TORONTO -- Roaring back from shutdowns related to the COVID-19 pandemic, Americans are on an unprecedented spending spree that is driving up prices and hampering global supply chains.

“We’ve got this huge economy restarting from a low point that it hit about a year ago, and it’s coming straight up like a rocket,” George Calhoun, a professor at Stevens Institute of Technology in New Jersey, explained in a recent interview with NBC News.

The surge in demand is driving up the costs of all sorts of products from food to furniture. Most recently, Starbucks reported that it has been having trouble sourcing its ingredients.

However, one of the biggest shortages is for raw materials like lumber, much of which is imported from Canada.

When asked if he’s ever seen such a wild swing with lumber prices, Ken Simonson, chief economist for the Associated General Contractors of America replied: “It’s crazy.”

He added that the Trump-era tariffs on Canadian lumber that the Biden administration wants to double is a real concern:

“That has certainly added some kindling to the fire on these lumber prices... As buyers of your products, the construction industry wants to see that tariff go away.”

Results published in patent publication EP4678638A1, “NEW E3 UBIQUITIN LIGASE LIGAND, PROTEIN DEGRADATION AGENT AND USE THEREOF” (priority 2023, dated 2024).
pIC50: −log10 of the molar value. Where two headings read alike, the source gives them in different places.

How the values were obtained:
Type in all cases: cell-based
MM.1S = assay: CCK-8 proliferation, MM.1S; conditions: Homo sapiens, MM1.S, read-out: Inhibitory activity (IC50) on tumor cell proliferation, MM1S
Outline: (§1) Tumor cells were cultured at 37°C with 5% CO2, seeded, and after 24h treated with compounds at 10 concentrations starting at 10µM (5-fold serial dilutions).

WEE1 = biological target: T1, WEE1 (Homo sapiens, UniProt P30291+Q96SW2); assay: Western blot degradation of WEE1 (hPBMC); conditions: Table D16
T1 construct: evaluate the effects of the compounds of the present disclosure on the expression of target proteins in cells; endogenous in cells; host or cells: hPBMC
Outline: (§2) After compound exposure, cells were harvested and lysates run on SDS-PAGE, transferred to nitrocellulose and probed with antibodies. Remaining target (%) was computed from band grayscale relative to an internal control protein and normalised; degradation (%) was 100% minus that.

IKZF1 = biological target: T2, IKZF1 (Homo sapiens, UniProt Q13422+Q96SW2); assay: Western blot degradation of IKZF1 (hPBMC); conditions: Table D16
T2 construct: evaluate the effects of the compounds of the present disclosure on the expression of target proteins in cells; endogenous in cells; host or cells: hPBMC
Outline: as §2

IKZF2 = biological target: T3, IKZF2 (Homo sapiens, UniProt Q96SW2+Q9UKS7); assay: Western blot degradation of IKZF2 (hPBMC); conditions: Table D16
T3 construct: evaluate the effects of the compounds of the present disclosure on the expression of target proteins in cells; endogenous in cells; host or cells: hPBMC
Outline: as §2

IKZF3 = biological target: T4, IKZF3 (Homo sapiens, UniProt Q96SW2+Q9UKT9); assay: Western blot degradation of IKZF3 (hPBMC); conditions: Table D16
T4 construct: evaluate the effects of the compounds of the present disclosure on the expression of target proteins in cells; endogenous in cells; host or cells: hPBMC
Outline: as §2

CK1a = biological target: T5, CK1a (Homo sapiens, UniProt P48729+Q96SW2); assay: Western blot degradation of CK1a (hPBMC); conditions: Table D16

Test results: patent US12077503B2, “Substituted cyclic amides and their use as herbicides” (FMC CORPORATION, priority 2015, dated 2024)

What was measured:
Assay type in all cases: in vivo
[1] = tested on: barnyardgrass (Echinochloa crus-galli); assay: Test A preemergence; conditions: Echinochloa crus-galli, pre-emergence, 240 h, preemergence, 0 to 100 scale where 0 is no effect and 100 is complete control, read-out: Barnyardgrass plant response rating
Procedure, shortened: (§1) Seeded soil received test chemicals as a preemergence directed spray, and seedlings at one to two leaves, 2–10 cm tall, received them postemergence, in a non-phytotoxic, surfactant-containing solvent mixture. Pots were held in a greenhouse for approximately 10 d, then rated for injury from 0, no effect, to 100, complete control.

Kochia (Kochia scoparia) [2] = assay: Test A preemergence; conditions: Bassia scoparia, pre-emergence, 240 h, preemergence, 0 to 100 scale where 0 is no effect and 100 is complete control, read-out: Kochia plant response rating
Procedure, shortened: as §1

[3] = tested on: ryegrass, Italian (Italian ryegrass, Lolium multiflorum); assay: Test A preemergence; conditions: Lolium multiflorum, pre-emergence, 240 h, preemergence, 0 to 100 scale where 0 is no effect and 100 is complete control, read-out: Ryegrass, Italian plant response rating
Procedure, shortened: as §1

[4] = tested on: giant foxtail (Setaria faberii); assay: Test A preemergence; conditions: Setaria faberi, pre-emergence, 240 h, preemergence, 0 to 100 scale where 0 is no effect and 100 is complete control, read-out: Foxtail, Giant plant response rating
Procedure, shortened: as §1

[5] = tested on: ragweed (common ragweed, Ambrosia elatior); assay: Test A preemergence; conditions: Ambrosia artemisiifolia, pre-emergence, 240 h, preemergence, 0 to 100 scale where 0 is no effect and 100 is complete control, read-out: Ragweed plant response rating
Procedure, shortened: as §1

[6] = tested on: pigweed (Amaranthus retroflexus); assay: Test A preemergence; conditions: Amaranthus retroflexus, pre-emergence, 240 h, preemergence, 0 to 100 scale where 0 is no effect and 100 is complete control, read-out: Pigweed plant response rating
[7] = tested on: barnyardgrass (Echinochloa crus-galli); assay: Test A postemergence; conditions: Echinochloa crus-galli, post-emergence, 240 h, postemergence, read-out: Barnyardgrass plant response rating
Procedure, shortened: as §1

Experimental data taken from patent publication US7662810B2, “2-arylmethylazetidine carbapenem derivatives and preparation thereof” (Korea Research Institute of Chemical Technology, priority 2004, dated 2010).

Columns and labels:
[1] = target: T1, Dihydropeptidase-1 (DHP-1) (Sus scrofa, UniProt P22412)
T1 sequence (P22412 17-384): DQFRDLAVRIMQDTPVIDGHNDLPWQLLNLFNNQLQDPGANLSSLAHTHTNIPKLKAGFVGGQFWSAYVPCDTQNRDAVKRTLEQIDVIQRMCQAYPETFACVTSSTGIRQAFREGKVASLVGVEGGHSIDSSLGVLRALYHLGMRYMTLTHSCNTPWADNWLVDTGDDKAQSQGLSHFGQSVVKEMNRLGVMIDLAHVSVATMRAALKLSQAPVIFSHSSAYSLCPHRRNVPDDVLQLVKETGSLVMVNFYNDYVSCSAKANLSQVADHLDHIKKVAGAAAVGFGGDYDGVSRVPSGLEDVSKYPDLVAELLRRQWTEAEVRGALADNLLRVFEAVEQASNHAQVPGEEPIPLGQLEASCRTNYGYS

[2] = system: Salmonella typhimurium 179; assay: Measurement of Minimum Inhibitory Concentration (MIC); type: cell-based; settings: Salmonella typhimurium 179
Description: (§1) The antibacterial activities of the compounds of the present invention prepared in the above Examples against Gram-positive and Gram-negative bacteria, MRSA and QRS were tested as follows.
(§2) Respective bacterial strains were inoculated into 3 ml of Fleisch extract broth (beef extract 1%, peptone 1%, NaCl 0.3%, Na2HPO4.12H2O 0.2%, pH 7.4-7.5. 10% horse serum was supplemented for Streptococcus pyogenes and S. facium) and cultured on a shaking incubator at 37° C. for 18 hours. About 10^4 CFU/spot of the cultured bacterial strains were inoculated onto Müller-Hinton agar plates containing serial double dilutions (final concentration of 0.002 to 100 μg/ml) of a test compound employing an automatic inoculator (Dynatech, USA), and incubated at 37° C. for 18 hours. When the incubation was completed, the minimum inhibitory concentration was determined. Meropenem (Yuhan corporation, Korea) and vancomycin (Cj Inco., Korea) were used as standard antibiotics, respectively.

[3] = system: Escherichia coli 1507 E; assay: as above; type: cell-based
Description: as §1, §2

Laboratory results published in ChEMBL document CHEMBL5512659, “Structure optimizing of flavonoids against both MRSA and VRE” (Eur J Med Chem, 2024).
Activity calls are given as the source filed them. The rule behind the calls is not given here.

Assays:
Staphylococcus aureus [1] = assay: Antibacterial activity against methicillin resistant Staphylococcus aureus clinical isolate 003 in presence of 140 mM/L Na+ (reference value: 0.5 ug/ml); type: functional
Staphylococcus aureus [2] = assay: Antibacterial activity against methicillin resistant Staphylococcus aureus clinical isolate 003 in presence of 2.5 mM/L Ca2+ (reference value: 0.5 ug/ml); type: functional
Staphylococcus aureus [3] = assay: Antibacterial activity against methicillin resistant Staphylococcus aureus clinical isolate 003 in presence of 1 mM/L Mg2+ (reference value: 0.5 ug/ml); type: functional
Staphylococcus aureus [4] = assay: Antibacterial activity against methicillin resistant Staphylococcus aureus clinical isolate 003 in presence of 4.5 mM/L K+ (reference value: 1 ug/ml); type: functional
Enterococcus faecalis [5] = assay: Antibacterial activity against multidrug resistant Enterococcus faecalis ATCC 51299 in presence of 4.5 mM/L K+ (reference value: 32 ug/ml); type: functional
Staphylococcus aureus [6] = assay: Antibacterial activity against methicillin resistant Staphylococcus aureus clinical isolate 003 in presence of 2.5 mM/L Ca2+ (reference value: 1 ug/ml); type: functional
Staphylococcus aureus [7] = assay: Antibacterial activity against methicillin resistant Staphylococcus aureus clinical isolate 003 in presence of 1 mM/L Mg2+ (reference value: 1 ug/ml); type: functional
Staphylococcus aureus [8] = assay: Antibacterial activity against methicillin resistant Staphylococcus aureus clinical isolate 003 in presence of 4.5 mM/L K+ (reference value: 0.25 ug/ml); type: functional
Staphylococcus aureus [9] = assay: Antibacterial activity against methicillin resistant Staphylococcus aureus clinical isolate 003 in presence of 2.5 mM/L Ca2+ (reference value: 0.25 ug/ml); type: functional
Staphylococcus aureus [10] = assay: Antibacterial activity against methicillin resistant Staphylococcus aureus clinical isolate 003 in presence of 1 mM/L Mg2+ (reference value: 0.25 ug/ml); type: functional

Lumber prices tripled during the pandemic due to constraints on production and a housing boom that had a locked down nation eager to find a new place to live or renovate their existing residence.

According to CTV News' Chief Financial Commentator Pattie Lovett-Reid, there is still soaring demand for lumber and long-term supply issues that won’t be resolved overnight.

In addition to the rising costs, consumers are also faced with Trump-era tariffs on Canadian lumber that the Biden administration now wants to double.

In 2018, the Trump administration imposed a 20 per cent tariff on Canadian softwood, before the COVID-19 pandemic hit, but lowered it to nine per cent late last year after a decision by the World Trade Organization.

U.S. industry analysts say tariffs and lumber costs add an extra US$35,000 to the price of a new home. That figure is so steep, Habitat for Humanity worries its charity could be priced out.

“We’re seeing an increase of about 50 per cent across the board of all supplies,” saidLeah Miller, CEO of Habitat for Humanity of Greater Sacramento. “We’re having to be very nimble and find creative ways to get busy.”

The U.S. is not alone in slapping new tariffs on foreign materials. In May, the Canada Border Services Agency set steep anti-dumping tariffs on leather-upholstered furniture manufactured in China and Vietnam, as high as 295 per cent and 101 per cent, respectively.

Top officials are downplaying the fears of rising costs and inflation, insisting that prices will stabilize when the pandemic is no longer an economic problem, but lawmakers are coming under intense pressure from home builders and other industries to cut tariffs.

“We have had several months of high inflation that most economists, including me, believe will be transitory as our economy gets back in full swing after the pandemic,” U.S. Treasury Secretary Janet Yellen told the House of Representatives Committee on Thursday.

The White House has since launched a task force to deal with critical supply chain disruptions, but officials say they are confident that the issue will resolve itself in the coming months.